Chancletas y Camisetas Bordada, Los Rakas
Soy Raka LLC, Panama
by Carlos Reyes
In last year’s video for “Soy Raka,” Panamanian sensation Los Rakas rolled their Afro-Caribbean mojo through the streets of Oakland, shouting loud and proud to the bursting pulse of their self-assuring anthem. In the middle of that video, they stopped by a Mexican vaquero wear shop where, immediately after entering the building, they paused the turfing beat shower to honor the Mexican song playing on the shop’s speakers. This is the kind of genuine gesture that has situated the duo as one of the most beloved acts in the current wave of cosmopolitan urbanism that includes M.I.A., Systema Solar, and The Very Best.
Under the appealing premise of putting a Panabay twist on hip hop, and after acquiring zeitgeist laurels with “Soy Raka” and “Abrazame” last year, Los Rakas have released their very first proper reference in the seven-track EP, Chancletas y Camisetas Bordadas. Self-released and wonderfully self-assured, we’re in front of one of the year’s most eventful and accomplished urban albums. Los Rakas sing about family business, panties, and national and circumstantial identity in what they’ve rightfully classified as “El Flow Californiano.” Like in the best intros of any Tego Calderon album, the duo opens the show with the self-introducing manifesto, “Vengo de Panama.” This piece is an ode to the land that witnessed the birth of two guys with a fascinating skill at punctuating beats and a clear-minded dexterity at accentuating rhythm.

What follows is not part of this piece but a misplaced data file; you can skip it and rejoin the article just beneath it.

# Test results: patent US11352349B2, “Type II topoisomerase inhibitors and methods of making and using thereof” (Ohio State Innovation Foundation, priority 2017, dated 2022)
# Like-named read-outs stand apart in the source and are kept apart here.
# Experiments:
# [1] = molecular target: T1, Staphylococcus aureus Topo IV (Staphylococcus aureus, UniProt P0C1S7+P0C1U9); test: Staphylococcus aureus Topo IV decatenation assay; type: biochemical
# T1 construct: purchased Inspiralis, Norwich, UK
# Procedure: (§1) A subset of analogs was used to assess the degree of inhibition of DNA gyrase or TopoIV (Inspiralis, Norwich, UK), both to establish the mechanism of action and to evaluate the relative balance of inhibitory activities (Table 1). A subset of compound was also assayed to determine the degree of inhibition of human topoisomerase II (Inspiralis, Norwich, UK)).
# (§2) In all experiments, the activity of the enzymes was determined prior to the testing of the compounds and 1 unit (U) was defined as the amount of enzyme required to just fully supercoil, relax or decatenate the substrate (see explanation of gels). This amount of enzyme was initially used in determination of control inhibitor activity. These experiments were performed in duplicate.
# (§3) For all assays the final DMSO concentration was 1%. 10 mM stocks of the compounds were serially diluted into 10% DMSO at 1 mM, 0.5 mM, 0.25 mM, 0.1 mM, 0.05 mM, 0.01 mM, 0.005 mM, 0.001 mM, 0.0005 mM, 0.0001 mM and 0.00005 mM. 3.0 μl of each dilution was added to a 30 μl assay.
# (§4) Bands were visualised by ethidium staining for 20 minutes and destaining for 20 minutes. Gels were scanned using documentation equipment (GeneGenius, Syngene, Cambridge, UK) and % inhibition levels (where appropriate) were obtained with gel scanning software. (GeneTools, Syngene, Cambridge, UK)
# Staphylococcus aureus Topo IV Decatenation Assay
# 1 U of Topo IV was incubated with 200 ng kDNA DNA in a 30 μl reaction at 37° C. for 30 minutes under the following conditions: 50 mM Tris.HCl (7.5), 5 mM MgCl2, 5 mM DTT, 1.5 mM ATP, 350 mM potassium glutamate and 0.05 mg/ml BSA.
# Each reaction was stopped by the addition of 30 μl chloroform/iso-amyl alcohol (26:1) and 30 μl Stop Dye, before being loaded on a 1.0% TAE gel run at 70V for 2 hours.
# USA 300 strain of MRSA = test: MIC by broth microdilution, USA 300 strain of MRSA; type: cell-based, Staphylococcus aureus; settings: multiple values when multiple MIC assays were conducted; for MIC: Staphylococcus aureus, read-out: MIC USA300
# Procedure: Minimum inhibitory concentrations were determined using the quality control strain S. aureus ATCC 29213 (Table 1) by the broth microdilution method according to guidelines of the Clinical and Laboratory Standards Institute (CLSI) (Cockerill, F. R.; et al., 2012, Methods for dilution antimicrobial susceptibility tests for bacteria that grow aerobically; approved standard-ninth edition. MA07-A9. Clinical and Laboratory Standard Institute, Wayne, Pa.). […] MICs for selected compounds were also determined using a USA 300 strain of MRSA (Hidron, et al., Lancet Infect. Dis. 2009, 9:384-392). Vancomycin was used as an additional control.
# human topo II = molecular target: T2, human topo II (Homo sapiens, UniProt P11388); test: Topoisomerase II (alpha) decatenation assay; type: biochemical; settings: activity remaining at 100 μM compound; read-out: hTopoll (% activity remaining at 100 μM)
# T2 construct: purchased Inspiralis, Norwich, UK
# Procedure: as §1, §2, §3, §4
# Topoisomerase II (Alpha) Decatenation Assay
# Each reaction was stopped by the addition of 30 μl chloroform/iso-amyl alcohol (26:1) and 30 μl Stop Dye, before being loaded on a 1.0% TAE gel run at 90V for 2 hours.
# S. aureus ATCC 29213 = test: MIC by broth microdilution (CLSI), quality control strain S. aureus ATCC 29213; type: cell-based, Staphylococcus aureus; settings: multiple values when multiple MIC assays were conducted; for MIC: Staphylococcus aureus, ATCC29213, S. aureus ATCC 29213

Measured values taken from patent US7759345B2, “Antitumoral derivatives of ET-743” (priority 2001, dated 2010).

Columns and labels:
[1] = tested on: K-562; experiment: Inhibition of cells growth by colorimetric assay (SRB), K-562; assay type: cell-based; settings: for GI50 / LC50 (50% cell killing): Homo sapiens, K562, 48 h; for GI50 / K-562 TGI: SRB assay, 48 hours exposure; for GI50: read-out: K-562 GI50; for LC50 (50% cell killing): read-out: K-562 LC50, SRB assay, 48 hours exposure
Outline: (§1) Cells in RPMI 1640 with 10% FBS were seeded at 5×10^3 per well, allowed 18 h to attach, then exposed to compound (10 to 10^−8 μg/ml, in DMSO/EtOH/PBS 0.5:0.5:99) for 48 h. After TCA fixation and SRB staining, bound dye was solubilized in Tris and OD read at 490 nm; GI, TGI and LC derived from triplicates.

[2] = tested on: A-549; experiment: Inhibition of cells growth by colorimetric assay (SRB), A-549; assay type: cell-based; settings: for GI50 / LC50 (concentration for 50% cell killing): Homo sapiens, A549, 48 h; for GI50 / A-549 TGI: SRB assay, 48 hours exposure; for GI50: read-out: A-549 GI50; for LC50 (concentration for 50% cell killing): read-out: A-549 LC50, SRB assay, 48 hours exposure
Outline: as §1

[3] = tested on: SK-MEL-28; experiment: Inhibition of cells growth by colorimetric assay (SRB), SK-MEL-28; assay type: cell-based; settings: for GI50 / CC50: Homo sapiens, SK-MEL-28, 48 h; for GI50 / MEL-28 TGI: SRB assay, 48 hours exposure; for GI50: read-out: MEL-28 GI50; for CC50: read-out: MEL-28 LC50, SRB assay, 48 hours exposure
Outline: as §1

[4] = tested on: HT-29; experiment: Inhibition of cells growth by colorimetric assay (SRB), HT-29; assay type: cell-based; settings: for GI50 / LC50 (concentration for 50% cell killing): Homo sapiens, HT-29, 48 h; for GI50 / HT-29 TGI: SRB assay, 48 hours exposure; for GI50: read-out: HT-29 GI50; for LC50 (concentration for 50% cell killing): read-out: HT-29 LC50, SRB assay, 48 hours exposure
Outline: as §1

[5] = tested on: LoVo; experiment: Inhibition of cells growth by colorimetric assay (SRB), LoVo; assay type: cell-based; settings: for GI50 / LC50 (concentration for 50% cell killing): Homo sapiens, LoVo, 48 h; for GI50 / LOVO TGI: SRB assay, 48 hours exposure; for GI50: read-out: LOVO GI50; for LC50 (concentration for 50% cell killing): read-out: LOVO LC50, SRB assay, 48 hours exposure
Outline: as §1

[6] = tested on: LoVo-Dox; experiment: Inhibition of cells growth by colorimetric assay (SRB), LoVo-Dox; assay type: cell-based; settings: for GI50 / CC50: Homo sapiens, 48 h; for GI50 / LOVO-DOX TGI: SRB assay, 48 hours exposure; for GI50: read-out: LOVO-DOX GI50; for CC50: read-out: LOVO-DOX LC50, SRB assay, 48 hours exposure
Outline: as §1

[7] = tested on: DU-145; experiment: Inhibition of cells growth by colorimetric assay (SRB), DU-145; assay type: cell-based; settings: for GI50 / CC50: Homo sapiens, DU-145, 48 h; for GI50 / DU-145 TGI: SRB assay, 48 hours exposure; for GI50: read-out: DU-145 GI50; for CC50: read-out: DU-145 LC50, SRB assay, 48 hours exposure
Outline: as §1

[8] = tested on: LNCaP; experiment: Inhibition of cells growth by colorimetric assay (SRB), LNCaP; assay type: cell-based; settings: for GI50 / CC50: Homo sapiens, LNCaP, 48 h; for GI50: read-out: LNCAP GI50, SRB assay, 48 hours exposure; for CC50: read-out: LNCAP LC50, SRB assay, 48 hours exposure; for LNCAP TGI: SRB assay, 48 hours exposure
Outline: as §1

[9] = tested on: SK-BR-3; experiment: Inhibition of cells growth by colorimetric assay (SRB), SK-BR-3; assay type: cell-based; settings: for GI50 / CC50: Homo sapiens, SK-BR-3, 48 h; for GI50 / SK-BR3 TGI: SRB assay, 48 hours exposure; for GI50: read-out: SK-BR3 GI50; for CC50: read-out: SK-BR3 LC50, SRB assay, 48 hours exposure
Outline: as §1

After a quite moving introduction, the pair takes its chances moving their personal agenda to the dancefloor. In “Panty Wanty” and “Borracho” they boost the temperature to the highest degree, sounding effervescent, if only because of their idiosyncratic delivery. In the former track the cousins find themselves filling melody lines with an over toned “tra tra tra” sequence that’s more suggestive than definite, while in the latter they go on to reference Match & Daddy’s “Pasame La Botella” in a fun, yet ultimately ludicrous, fashion. After a two-track walk on a tightrope, they pick things up with the terrific “Ta Lista,” and, from that point on, Chancletas y Camisetas goes on to break its own purpose in surprising numbers that go beyond the common dancehall record. The should-be-all-over-MTV3 single “Ta Lista” is especially intriguing because of its fragmented depths and hinting disco strings. Also terrific is the instrumentally bundled and delightfully folkloric “Camisetas Borda.”
Throughout the album, the topic of family and neighborhood legacy prevails as Los Rakas’ most proficient theme, which makes me realize this is the kind of record that transcends beyond its actual artistic core. For me, it's the moment when your 13-year-old niece asks if mainstream Latin music is as lame as FM radio makes it seem. As semi-responsible adults, we should always aim for allowing our youth to formulate their own conclusions (for one, because of the generational switch), but between you and I, I felt like congratulating her for realizing that so early in life. We might not have the all-comprehensive tools needed for a Latin airplay reform, but it’s artists like Los Rakas that make us hopeful. Not to say Los Rakas have lost their underground status, but not since Calle 13’s beginnings has an urban act received such approval from all corners of the artistic medium. Because when it comes to Los Rakas, they are as alternative, eclectic, and viscerally majestic as they come.